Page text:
This has been a hallmark year for Nicole Kidman. Not only did she make a splash on TV with HBO‘s critically acclaimed series “Big Little Lies,” but she also took Cannes by storm with three films playing on their slate this year: Yorgos Lanthimos‘ “The Killing of A Sacred Deer,” Sofia Coppola‘s “The Beguiled,” and John Cameron Mitchell‘s “How to Talk to Girls at Parties.” Not to mention that Jane Campion also debuted seven episodes of her TV series “Top of the Lake” at Cannes, in which, you guessed it, Kidman stars. The truth of the matter is Kidman doesn’t really need what people are calling a “comeback.” She’s always been taking on roles that push her forward artistically, and in this decade she’s given us great performances in John Cameron Mitchell‘s “Rabbit Hole,” Lee Daniels‘ “The Paperboy,” Park Chan-Wook‘s “Stoker” and Garth Davis‘ “Lion.”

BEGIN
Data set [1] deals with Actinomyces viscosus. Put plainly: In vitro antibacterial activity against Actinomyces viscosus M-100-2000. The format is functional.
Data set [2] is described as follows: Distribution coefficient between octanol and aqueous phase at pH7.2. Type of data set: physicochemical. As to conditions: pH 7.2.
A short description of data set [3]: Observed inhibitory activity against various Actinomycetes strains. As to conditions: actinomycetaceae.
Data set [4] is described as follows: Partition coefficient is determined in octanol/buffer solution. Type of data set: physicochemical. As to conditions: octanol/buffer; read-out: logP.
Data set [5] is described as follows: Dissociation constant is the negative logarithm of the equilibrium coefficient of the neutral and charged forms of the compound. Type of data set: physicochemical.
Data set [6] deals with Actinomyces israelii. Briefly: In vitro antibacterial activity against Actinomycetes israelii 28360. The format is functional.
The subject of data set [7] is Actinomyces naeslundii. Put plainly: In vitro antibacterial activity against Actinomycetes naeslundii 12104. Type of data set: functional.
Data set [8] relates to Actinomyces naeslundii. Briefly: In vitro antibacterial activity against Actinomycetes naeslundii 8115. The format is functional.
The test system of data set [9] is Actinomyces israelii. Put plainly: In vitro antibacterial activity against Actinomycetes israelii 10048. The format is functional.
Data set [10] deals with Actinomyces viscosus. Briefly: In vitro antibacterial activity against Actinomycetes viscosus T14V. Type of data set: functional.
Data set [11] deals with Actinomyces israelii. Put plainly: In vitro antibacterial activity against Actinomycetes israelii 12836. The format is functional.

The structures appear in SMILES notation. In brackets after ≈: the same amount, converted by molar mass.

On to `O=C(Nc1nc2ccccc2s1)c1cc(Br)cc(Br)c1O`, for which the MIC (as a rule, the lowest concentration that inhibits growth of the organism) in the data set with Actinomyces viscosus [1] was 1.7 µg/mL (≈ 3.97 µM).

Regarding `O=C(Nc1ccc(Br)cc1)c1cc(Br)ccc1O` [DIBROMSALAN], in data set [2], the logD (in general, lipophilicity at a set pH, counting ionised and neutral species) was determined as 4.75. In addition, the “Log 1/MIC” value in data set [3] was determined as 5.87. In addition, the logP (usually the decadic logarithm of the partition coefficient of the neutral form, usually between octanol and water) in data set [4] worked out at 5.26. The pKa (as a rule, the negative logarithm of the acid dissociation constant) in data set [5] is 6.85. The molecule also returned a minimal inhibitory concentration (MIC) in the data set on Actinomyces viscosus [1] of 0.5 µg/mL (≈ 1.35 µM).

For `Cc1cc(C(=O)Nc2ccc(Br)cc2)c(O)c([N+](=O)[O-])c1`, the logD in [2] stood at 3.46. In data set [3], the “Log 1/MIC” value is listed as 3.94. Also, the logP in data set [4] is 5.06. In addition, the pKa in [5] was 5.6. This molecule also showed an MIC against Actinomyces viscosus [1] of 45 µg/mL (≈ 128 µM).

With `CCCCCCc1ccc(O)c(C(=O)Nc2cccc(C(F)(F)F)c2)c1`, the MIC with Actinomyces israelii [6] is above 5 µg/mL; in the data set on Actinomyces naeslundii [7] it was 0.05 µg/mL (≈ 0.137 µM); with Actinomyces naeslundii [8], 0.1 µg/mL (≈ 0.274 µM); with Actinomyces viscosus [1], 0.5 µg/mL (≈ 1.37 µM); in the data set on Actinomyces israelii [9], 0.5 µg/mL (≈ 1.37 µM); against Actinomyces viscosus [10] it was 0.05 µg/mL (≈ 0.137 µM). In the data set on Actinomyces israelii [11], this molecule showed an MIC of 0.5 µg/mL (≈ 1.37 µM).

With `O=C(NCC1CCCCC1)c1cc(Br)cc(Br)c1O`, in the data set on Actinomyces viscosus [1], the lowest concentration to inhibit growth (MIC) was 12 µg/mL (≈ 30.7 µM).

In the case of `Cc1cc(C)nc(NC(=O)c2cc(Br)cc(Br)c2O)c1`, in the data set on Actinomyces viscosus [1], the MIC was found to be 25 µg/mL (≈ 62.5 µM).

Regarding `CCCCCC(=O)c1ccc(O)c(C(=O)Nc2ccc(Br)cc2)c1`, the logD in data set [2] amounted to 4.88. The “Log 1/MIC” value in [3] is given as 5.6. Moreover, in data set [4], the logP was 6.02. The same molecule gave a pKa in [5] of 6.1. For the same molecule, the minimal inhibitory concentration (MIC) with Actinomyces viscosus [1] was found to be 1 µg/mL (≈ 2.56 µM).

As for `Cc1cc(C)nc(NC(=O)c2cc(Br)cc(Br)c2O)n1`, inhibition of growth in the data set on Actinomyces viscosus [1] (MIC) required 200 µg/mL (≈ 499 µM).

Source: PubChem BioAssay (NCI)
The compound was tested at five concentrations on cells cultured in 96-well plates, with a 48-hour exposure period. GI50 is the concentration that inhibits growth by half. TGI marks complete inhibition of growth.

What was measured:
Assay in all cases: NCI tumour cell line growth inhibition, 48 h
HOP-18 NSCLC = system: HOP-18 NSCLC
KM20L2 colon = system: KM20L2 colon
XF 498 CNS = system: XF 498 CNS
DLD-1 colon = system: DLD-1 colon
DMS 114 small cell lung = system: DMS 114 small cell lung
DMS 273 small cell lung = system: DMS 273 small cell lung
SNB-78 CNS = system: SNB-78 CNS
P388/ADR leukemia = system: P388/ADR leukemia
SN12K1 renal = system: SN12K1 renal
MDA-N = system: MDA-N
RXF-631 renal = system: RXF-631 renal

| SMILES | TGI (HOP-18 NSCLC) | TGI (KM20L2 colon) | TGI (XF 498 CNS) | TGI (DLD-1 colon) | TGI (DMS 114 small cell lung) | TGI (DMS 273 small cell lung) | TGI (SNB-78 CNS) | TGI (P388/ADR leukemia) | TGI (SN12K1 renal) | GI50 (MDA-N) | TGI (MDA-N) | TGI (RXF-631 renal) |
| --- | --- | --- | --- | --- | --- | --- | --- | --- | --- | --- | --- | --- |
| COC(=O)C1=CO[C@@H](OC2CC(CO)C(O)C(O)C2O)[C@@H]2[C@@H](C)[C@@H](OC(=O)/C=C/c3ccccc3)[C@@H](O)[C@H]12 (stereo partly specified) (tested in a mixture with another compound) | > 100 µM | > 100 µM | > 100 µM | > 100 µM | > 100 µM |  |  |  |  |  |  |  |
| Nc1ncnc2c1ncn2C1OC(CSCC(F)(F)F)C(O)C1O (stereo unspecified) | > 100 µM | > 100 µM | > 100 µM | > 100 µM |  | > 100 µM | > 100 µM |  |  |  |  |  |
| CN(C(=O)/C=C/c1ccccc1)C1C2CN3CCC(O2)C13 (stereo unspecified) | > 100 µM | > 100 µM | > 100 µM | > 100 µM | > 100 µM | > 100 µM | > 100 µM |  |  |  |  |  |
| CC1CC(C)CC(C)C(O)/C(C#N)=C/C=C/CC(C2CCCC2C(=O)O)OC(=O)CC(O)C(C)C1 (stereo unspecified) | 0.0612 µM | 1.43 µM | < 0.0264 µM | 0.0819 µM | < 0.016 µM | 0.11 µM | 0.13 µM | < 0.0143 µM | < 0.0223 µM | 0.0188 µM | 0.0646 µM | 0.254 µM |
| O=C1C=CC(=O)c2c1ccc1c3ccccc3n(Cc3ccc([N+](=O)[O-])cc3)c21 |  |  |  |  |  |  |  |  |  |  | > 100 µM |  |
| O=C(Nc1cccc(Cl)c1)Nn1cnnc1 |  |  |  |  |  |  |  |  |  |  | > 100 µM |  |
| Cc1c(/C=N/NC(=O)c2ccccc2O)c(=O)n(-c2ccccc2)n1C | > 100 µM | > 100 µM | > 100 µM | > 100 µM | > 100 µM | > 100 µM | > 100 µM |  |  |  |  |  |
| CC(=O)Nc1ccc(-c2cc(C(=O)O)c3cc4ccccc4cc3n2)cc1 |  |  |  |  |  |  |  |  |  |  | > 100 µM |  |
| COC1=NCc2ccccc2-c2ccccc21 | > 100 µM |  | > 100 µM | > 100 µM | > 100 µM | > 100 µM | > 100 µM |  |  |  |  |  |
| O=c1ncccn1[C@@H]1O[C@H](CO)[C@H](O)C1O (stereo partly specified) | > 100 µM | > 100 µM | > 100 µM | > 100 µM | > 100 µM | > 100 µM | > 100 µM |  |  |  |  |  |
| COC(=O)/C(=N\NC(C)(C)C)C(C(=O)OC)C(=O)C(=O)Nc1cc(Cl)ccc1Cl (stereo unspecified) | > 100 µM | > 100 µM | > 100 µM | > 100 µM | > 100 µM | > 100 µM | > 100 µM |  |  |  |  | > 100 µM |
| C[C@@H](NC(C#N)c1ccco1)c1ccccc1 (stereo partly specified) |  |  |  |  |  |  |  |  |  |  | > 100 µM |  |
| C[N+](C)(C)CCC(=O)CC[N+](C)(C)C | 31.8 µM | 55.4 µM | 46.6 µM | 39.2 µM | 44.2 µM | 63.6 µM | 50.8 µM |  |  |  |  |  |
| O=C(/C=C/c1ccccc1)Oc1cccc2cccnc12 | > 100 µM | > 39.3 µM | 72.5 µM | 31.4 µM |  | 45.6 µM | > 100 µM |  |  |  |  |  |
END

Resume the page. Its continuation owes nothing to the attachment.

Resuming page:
It seems like she shows no sign of stopping artistically as the 50 year-old actress is now in talks for Karyn Kusama‘s crime thriller “Destroyer.” The whole project hasn’t been officially announced but is said to be in the final stages of pre-production. Not much is known about the plot, but the screenplay would be written by Kusama vets Phil Hay and Matt Manfredi. What has been spoken of in terms of plot was described by Kusama to The Guardian as a “personal epic – a beautiful character study of an incredible female that we haven’t seen in this genre before.”

The 49 year-old Kusama made her feature-directing debut back in 2000 with the Michelle Rodriguez-starring boxing movie “Girlfight,” that won the Grand Jury Prize at Sundance and kickstarted her career. Afer back-to-back disappointments with “Aeon Flux” and “Jeniffer’s Body,” she had a noteworthy comeback just last year with the horror-thriller “The Invitation” which garnered critical success and proved that Kusama wasn’t down for the count in the least bit. “The Invitation,” and its mix of taut, tense and terrific tension, definitely turned heads in the industry and now Kusama has a chance to push forward her cinematic career after a few disappointments and a TV stint which had her directing episodes of “Halt and Catch Fire,” “Casual” and “The Man in the High Castle.” [The Tracking Board]